Island Free Press: As temperatures drop, cold-stunned sea turtles make an appearance

Roughly 89 cold-stunned sea turtles were recovered on one day in Jan. 2020 on Hatteras Island. [photo by Hatteras Island Wildlife Rehabilitation]

By Joy Crist,
As the temperatures on Hatteras and Ocracoke Islands start to drop in the winter months, cold-stunned sea turtles begin to make a more regular appearance along the soundside beaches, and several sea turtles have already been rescued in the past few days, following the Outer Banks’ recent cold spell.

“We just touched cold-stun temps in the last couple of days, and did have two green turtles and two loggerheads gathered up and sent to the STAR center [at the Roanoke Island Aquarium],” stated long-time Network for Endangered Sea Turtles (NEST) Hatteras Island Coordinator, Frank Welles. “Since it was marginally cold, these turtles probably had other issues. It is typical for this time of year.”

Several sea turtles were recently rescued, including a 120-pound loggerhead sea turtle. Photo by Hatteras Island Wildlife Rehabilitation.

Lou Browning of Hatteras Island Wildlife Rehabilitation also announced three recent sea turtle rescues in a social media update, which included a 120-pound loggerhead turtle that was found on November 27. “Kind of strange coming in this early, since the water temperature in the sound is still 49,” stated the update.

As cold-blooded reptiles, sea turtles derive heat from their surroundings, and when they become too cold, their metabolism slows, prohibiting them from moving and ultimately from migrating to warmer waters. This cold-stunned scenario can turn deadly, as once in an immobile and lethargic state, the sea turtles can have difficulty raising their heads above water to breathe, and can eventually drown.

Local volunteers regularly monitor the Hatteras Island shorelines after a cold spell, looking for cold-stunned sea turtles in need of assistance. The volunteers primarily search for stranded turtles along the soundside, covering private property in the villages and areas that are not routinely patrolled by the National Park Service. Welles, for example, lives near the Frisco Woods Campground, so he patrols his own backyard, as well as the long stretch of soundfront that borders this corner of Frisco.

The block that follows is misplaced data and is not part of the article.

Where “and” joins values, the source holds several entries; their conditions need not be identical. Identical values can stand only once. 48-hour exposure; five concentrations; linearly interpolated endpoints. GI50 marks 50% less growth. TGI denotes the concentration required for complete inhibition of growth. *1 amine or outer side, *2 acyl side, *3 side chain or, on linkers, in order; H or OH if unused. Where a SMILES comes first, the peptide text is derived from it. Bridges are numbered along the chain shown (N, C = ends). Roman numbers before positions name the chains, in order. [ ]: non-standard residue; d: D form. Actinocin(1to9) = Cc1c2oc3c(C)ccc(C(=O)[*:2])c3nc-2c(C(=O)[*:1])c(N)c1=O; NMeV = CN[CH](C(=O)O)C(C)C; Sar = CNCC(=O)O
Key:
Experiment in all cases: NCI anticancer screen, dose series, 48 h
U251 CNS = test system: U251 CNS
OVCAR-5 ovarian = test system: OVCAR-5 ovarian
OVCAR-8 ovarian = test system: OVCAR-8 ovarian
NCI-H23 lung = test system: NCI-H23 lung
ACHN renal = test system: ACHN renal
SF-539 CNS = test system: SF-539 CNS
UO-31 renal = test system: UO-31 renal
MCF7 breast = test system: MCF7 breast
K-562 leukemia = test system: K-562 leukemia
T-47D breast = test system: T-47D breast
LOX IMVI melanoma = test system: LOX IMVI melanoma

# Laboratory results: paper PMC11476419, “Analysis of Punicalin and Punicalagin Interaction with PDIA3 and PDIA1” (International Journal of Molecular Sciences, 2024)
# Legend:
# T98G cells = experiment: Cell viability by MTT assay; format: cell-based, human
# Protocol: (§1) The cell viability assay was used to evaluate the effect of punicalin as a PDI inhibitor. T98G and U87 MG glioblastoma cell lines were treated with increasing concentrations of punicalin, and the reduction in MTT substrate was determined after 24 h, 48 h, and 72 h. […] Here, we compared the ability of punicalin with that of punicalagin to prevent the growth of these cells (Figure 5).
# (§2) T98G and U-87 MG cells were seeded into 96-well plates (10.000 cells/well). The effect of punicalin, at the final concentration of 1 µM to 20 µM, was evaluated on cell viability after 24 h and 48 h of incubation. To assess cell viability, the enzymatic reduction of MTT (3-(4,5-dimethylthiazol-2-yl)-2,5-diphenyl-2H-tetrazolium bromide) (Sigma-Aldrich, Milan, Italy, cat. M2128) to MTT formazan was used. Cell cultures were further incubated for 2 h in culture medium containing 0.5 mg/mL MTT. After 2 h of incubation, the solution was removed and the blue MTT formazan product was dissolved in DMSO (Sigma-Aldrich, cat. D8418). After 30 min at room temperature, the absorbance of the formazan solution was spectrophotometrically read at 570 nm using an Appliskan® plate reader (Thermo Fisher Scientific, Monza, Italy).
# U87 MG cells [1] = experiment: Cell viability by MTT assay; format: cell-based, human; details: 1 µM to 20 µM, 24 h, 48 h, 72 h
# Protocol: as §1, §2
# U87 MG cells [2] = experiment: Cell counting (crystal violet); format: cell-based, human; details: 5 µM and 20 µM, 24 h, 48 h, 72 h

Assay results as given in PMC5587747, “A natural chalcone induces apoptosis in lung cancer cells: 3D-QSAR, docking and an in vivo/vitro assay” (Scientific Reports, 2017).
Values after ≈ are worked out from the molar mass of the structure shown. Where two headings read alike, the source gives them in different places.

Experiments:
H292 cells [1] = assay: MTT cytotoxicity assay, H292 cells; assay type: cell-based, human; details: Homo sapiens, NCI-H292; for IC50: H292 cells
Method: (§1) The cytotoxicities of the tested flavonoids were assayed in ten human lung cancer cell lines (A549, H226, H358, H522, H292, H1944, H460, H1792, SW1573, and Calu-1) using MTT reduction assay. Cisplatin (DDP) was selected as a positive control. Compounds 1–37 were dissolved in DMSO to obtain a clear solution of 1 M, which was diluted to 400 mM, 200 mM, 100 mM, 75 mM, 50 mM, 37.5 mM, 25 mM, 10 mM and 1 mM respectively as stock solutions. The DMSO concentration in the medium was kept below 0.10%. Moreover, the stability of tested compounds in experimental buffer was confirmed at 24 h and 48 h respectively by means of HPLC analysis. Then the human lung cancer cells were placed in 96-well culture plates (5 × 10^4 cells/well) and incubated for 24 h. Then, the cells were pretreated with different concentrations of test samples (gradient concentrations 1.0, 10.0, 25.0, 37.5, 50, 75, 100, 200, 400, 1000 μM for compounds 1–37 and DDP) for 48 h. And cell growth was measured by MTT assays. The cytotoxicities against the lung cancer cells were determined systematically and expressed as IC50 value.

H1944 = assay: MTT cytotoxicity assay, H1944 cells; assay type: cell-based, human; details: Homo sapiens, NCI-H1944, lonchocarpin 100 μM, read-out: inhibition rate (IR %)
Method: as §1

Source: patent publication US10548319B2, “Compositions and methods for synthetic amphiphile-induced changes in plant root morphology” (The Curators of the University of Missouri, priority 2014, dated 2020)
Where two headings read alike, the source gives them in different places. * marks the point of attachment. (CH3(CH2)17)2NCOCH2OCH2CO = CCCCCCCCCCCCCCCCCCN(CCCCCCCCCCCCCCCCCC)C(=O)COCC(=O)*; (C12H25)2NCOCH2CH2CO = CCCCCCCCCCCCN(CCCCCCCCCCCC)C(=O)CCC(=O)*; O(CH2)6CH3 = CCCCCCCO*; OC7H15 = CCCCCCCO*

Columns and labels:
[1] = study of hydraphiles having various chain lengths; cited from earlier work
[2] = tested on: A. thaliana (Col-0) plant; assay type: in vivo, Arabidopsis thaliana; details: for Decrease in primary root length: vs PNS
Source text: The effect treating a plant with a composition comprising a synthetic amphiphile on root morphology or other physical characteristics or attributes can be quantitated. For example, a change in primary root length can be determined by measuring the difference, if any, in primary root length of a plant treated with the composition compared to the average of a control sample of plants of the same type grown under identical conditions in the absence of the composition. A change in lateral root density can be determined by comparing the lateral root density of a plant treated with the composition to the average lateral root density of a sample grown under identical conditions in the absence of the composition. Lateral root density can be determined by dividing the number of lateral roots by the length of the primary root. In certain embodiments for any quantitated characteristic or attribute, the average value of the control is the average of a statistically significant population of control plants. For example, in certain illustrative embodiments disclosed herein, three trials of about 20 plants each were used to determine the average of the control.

The number of sea turtles that the Hatteras Island volunteers rescue can vary greatly from year to year. The winter of 2019 / 2020 was a particularly busy season, with more than 100 sea turtles rescued after a single cold snap in January alone. However, last winter, which had predominantly warmer temperatures that were well above freezing, reported fewer rescues, and was a less active year than its predecessors.

Although temperatures are expected to climb again to the 50s and 60s over the next few days, Welles said that this last cold snap indicated that the season for cold-stunned sea turtles has started, and the public should be on the lookout.

“I would say we definitely kicked off the cold-stun season,” said Welles. “Looks like it will warm up again for a while, but stay tuned.”

How You Can Help:

  • If you spot a cold-stunned sea turtle in or along the Pamlico Sound, contact the 24-hour NEST hotline at 252-441-8622. You can also call Hatteras Island Wildlife Rehabilitation at 252-475-4217, or the National Park Service at 252-216-6892.
  • For more information on NEST, and to make a donation or learn about volunteer opportunities, visit
  • For more information on Hatteras Island Wildlife Rehabilitation and/or to inquire about making a donation, visit their Facebook page at
  • To make a donation to Outer Banks Wild Care, which also provides rehabilitation services on Hatteras Island, mail checks to Outer Banks Wild Care, P.O. Box 324 Buxton, NC, or donate via their PayPal account at